GMBS Briefing

Date: November 16, 2009
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The regional report of the Gender and Media Baseline Study (GMBS) is the overview of a study on gender in the editorial content of the Southern African media. It is accompanied by reports for each of the twelve countries where the study took place.

The most comprehensive regional effort ever to be undertaken to establish how women and men are represented and portrayed in the media, in what areas, and by who, the study covered a total of 25 110 news items in September 2002.

The study is a joint initiative of the Media Institute of Southern Africa (MISA) that seeks to foster a free, independent and diverse media, and Gender Links, a Southern African NGO that promotes gender equality in and through the media.

The findings are as shocking as they are challenging. To take a few measures: women in the study constituted 17 percent of news sources, one percent less than the global average of 18 percent. The only news category in which women predominate is as TV presenters. Women journalists wrote less than twenty percent of the articles in the items monitored.

Giving voice to all segments of society is intrinsic to participation, citizenship and in turn to democracy. The Gender and Media Baseline Study (GMBS) is thus the beginning of a concerted advocacy campaign to ensure that the voices of women and men are equally heard, on all subjects, in the news.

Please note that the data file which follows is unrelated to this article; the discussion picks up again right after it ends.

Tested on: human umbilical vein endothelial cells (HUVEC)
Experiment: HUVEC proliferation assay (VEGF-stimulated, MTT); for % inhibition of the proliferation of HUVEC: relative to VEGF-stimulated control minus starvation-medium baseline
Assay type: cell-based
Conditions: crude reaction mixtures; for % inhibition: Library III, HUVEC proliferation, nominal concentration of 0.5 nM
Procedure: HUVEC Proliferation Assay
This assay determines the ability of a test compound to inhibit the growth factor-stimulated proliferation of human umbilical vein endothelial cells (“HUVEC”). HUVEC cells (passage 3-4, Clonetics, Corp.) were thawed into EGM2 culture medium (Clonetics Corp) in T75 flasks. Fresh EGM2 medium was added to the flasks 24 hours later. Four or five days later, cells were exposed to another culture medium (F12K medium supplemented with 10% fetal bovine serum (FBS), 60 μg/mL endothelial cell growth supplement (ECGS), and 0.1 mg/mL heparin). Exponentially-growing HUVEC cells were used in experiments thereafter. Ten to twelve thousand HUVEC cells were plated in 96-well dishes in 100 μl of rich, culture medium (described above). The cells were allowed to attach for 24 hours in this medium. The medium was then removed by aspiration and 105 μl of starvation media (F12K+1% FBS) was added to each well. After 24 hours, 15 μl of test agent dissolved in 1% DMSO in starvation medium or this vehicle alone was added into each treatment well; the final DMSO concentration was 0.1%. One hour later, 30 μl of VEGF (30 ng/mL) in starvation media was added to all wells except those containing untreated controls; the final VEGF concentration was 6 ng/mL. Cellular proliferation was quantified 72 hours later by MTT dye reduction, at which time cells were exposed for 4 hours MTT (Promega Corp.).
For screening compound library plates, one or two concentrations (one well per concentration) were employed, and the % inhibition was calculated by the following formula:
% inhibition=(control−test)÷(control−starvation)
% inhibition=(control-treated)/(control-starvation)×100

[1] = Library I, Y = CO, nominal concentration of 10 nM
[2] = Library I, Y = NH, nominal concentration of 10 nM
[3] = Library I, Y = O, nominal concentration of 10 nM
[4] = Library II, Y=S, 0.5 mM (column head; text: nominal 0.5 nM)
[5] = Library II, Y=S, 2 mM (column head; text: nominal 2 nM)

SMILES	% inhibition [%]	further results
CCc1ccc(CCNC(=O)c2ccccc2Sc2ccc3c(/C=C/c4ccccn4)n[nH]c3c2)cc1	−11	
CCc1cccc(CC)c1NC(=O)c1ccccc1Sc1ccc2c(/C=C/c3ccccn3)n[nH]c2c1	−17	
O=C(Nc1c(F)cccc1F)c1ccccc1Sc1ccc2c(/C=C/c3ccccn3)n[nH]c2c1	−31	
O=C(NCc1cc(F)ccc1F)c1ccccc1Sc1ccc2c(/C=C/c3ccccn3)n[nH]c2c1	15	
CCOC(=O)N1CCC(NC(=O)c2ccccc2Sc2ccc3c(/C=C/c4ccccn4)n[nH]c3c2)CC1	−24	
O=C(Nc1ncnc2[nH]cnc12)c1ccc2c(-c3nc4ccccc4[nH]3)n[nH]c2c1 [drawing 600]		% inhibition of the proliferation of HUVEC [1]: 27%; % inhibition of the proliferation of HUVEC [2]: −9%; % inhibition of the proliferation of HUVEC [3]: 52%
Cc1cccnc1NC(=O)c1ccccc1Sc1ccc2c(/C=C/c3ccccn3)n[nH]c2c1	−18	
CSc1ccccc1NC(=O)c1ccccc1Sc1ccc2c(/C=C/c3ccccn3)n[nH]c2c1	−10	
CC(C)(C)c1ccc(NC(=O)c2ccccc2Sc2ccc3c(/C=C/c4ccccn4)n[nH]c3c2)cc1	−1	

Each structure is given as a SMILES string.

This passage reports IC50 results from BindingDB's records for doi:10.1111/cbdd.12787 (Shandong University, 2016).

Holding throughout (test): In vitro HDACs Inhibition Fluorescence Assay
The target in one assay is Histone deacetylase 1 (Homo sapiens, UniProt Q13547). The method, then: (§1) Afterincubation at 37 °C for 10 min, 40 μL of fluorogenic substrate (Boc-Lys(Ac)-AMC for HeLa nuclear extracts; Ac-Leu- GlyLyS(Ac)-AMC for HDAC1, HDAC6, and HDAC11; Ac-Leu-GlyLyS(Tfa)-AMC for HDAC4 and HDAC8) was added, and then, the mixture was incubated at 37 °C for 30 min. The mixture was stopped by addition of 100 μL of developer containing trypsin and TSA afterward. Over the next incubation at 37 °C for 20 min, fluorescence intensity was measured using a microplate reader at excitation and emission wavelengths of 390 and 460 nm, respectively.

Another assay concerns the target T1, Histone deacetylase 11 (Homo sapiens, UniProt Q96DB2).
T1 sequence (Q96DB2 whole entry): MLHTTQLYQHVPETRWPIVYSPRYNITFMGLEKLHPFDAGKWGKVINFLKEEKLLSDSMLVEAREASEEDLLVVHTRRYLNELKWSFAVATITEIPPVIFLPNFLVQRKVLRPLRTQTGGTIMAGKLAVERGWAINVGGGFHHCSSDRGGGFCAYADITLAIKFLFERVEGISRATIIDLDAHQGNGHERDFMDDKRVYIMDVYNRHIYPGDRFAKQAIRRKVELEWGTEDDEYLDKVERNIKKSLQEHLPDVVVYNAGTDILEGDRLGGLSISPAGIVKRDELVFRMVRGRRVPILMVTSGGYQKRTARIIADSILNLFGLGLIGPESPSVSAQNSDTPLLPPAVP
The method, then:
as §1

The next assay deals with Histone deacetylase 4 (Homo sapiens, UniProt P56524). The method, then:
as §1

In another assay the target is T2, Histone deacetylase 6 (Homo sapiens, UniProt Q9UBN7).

The campaign begins with the launch of the regional report on 7 March- the eve of International Women’s Day (8 March 2003)- at a seminar in Johannesburg that will be attended by senior media practitioners, regional officials and gender activists. The regional report will also be launched in early March at a special side event during the annual meeting of the UN Commission on the Status of Women (CSW) that is focussing this year on gender and the media.

Traditionally, 8 March is a day around the globe when media houses hand over the making of the news to women. The GMBS launch, whose slogan is “women and men make the news”, coincides with a regional campaign to get women and men, at all levels of decision- making, to make the news on 8 March.

The campaign gains momentum with MISA declaring gender and the media as a central theme of this year’s World Press Freedom Day (3 May 2003) in the region. Country reports will be launched as part of two- day national action planning workshops that will be driven by MISA chapters and the newly established Southern African Gender and Media (GEM) Network.

These organisations will work with regulatory authorities, media training institutions, and media houses on measures to ensure that gender and all forms of diversity are reflected in media policy and practise. Outcomes of these campaigns will be measured in a follow up to this first “baseline” study.

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